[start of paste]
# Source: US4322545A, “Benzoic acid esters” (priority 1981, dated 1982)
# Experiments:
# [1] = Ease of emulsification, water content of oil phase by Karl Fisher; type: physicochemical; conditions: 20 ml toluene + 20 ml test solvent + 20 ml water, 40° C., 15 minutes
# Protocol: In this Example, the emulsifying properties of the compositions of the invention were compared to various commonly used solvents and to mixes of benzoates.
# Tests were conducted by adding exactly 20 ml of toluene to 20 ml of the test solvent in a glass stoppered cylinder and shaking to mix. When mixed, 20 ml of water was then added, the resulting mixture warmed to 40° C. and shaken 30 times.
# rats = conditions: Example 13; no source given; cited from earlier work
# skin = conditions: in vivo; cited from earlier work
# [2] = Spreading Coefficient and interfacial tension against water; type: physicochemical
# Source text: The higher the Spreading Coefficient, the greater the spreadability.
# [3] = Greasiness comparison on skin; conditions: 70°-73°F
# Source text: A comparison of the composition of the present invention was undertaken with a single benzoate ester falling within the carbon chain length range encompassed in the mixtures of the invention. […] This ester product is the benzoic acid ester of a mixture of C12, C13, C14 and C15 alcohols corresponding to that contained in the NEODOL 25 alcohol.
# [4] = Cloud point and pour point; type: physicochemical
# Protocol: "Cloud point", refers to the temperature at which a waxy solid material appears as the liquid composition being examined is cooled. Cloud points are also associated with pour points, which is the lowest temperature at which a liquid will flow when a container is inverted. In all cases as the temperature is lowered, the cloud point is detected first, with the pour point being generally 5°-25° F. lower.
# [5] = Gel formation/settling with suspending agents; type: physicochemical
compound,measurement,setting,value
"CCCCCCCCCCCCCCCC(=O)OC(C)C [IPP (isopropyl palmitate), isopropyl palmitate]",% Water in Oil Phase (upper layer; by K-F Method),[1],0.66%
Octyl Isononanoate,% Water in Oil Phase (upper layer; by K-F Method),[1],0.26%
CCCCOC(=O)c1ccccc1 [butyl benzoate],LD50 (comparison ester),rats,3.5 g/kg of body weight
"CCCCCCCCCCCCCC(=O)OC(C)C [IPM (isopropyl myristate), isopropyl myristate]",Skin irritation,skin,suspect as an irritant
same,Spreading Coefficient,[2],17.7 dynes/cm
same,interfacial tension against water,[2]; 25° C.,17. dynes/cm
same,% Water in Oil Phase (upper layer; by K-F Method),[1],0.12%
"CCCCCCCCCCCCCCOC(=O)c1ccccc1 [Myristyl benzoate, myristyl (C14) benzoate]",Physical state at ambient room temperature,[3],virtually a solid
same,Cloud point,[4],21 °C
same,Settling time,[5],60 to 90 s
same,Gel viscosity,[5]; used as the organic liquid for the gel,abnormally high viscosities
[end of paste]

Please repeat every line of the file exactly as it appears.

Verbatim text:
# Source: US4322545A, “Benzoic acid esters” (priority 1981, dated 1982)
# Experiments:
# [1] = Ease of emulsification, water content of oil phase by Karl Fisher; type: physicochemical; conditions: 20 ml toluene + 20 ml test solvent + 20 ml water, 40° C., 15 minutes
# Protocol: In this Example, the emulsifying properties of the compositions of the invention were compared to various commonly used solvents and to mixes of benzoates.
# Tests were conducted by adding exactly 20 ml of toluene to 20 ml of the test solvent in a glass stoppered cylinder and shaking to mix. When mixed, 20 ml of water was then added, the resulting mixture warmed to 40° C. and shaken 30 times.
# rats = conditions: Example 13; no source given; cited from earlier work
# skin = conditions: in vivo; cited from earlier work
# [2] = Spreading Coefficient and interfacial tension against water; type: physicochemical
# Source text: The higher the Spreading Coefficient, the greater the spreadability.
# [3] = Greasiness comparison on skin; conditions: 70°-73°F
# Source text: A comparison of the composition of the present invention was undertaken with a single benzoate ester falling within the carbon chain length range encompassed in the mixtures of the invention. […] This ester product is the benzoic acid ester of a mixture of C12, C13, C14 and C15 alcohols corresponding to that contained in the NEODOL 25 alcohol.
# [4] = Cloud point and pour point; type: physicochemical
# Protocol: "Cloud point", refers to the temperature at which a waxy solid material appears as the liquid composition being examined is cooled. Cloud points are also associated with pour points, which is the lowest temperature at which a liquid will flow when a container is inverted. In all cases as the temperature is lowered, the cloud point is detected first, with the pour point being generally 5°-25° F. lower.
# [5] = Gel formation/settling with suspending agents; type: physicochemical
compound,measurement,setting,value
"CCCCCCCCCCCCCCCC(=O)OC(C)C [IPP (isopropyl palmitate), isopropyl palmitate]",% Water in Oil Phase (upper layer; by K-F Method),[1],0.66%
Octyl Isononanoate,% Water in Oil Phase (upper layer; by K-F Method),[1],0.26%
CCCCOC(=O)c1ccccc1 [butyl benzoate],LD50 (comparison ester),rats,3.5 g/kg of body weight
"CCCCCCCCCCCCCC(=O)OC(C)C [IPM (isopropyl myristate), isopropyl myristate]",Skin irritation,skin,suspect as an irritant
same,Spreading Coefficient,[2],17.7 dynes/cm
same,interfacial tension against water,[2]; 25° C.,17. dynes/cm
same,% Water in Oil Phase (upper layer; by K-F Method),[1],0.12%
"CCCCCCCCCCCCCCOC(=O)c1ccccc1 [Myristyl benzoate, myristyl (C14) benzoate]",Physical state at ambient room temperature,[3],virtually a solid
same,Cloud point,[4],21 °C
same,Settling time,[5],60 to 90 s
same,Gel viscosity,[5]; used as the organic liquid for the gel,abnormally high viscosities